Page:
As a day one investor, I ❤️ it when founders selects these enterprise “design partners” in the early days to complement their intense focus on building community and users. Why? If done right, these design partners can provide amazing feedback for your product, help you understand what you will need to build as your 1x1 user journey grows, perhaps put you through an early contracting process with legal, and eventually get you some great logos and references for your website. What I am saying is even for open source and dev first startups, don’t be afraid to have a few design partners who are friendly and ready to provide feedback as you build your product. However, you must also be careful to not become a custom development shop either for these first few design partners.
Fortunately CommonPaper, a boldstart portfolio co, released the definitive guide to what a design partner is, why you would want one, and most importantly the paperwork or agreement to streamline the contracting phase from weeks or months to hours and days.
The Common Paper Design Partner Agreement helps you navigate this conversation by providing a simple structure for your and your design partner’s commitments: feedback sessions, private/public references, roadmap influence, discounts, services, and more.
This is 🔥! I can't tell you how many times our day one founders have asked for a simple, easy to use Design Partner Agreement which is tight but also easy to use and flexible. CommonPaper got some of the best and brightest legal, sales, business, and early stage VC minds to create it. Give it a try here!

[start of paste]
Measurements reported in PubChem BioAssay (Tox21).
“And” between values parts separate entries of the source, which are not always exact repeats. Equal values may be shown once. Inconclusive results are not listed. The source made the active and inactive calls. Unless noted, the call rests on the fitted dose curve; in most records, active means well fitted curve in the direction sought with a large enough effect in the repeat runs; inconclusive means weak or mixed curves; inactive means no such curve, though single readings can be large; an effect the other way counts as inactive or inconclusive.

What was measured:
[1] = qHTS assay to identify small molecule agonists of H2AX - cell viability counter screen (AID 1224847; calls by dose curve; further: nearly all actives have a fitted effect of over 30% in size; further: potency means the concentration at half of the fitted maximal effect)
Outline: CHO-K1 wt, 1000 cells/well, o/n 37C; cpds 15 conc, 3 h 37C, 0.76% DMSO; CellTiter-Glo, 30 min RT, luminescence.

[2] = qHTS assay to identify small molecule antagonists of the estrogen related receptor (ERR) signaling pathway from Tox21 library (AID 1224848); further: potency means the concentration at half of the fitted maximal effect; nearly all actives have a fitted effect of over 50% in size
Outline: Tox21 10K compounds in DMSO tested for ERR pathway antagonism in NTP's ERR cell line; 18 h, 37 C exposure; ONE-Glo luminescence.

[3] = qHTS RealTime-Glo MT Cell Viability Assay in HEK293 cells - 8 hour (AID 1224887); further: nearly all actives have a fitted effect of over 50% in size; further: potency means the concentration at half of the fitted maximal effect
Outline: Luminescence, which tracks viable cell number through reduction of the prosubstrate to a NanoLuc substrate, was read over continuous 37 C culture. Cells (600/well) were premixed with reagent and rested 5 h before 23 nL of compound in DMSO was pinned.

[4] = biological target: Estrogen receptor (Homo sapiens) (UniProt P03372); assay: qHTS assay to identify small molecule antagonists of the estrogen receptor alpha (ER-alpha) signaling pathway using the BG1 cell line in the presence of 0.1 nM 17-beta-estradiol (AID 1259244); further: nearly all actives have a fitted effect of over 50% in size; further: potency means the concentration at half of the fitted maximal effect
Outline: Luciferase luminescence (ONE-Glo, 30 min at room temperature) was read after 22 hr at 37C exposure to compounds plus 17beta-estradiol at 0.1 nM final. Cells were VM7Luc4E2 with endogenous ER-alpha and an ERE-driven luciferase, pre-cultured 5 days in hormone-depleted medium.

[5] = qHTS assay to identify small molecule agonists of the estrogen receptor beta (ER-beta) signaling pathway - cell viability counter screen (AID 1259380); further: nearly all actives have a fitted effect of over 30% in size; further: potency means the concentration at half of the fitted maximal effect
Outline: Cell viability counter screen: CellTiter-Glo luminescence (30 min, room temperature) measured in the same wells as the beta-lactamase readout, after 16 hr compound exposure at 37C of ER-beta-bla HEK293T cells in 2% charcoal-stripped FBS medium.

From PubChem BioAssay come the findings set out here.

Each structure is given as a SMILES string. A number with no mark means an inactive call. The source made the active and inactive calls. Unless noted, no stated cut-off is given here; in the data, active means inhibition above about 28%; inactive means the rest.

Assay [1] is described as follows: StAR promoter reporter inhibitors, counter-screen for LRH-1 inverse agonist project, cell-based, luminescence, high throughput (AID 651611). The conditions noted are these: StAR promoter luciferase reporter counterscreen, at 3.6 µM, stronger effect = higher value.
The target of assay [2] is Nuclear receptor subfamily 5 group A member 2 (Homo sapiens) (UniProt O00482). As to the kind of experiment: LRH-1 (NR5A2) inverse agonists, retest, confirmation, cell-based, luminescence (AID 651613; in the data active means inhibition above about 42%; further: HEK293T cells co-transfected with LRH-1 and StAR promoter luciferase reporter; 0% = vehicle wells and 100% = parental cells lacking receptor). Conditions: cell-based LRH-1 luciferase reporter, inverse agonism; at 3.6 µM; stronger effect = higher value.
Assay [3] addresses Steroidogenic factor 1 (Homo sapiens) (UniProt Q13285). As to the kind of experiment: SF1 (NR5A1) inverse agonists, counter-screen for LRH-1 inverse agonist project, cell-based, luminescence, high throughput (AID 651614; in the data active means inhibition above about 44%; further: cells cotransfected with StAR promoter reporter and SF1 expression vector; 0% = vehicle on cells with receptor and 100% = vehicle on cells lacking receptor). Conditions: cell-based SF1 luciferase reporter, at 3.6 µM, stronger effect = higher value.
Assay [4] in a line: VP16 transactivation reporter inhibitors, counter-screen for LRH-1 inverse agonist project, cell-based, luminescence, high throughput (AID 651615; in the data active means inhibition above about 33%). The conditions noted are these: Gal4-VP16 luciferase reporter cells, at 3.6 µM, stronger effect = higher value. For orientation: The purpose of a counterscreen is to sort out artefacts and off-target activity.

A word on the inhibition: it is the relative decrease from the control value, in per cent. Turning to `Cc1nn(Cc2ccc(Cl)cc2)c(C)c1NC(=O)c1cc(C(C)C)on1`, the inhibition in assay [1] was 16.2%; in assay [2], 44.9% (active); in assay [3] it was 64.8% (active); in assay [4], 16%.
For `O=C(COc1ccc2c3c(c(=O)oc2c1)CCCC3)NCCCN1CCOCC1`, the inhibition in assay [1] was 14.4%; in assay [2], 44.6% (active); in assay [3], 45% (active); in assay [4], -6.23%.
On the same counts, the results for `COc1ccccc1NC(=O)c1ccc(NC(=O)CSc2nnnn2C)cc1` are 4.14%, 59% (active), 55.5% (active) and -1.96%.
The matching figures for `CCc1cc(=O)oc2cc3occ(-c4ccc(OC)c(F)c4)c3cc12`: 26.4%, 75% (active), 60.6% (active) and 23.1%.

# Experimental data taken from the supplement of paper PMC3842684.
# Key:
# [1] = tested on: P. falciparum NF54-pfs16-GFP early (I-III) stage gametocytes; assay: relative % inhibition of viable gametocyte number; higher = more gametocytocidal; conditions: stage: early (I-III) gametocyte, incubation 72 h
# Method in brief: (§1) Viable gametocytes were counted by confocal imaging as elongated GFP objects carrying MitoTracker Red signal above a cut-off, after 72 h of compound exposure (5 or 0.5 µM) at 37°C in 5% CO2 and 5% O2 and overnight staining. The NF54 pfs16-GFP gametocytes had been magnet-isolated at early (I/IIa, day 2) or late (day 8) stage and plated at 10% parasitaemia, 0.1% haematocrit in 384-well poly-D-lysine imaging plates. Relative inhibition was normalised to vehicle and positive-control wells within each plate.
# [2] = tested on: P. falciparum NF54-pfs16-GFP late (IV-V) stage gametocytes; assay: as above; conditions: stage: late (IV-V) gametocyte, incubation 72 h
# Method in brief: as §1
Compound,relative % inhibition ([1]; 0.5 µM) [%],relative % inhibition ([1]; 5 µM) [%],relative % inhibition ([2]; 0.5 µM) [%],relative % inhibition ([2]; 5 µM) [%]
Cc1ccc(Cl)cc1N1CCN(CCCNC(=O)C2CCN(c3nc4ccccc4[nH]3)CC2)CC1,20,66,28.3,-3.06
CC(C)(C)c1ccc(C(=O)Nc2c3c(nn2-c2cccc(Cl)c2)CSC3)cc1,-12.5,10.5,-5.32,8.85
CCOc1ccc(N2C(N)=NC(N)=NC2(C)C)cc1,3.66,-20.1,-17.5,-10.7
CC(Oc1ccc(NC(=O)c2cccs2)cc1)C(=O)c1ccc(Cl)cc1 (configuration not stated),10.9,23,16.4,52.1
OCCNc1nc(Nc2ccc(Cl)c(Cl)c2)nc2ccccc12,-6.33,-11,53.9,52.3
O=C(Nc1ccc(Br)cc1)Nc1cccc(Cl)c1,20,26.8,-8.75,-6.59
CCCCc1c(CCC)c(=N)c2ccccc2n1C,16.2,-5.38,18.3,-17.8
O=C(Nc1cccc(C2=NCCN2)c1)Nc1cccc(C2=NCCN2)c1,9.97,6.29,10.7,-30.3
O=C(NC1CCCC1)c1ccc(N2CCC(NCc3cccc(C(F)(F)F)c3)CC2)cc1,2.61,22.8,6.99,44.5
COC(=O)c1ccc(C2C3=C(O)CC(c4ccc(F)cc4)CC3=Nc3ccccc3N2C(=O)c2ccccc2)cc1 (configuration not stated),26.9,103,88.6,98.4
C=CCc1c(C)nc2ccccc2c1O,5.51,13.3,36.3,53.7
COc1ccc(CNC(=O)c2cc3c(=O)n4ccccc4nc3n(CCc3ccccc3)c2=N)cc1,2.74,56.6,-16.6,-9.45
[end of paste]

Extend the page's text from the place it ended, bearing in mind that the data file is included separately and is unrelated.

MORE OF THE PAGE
If you’re not convinced yet of why design partners can elevate your game, take a look at this tweet. Many of you know Figma as one of the best PLG cos on the planet but here’s a great story on its early days and intense focus on one team to use full time.
Reminds me of what my friend Gonto says about design partners (from the CommonPaper blog).
Your design partners should be the customers you actually want, not the first leads you got through product signups or early access forms.
Martin Gontonivkas, Co-founder of Hypergrowth Partners and former SVP of Growth and Marketing at Auth0
This is something I’ve stressed for so many years om terms of focusing on quality over quantity.
Deeper dive here.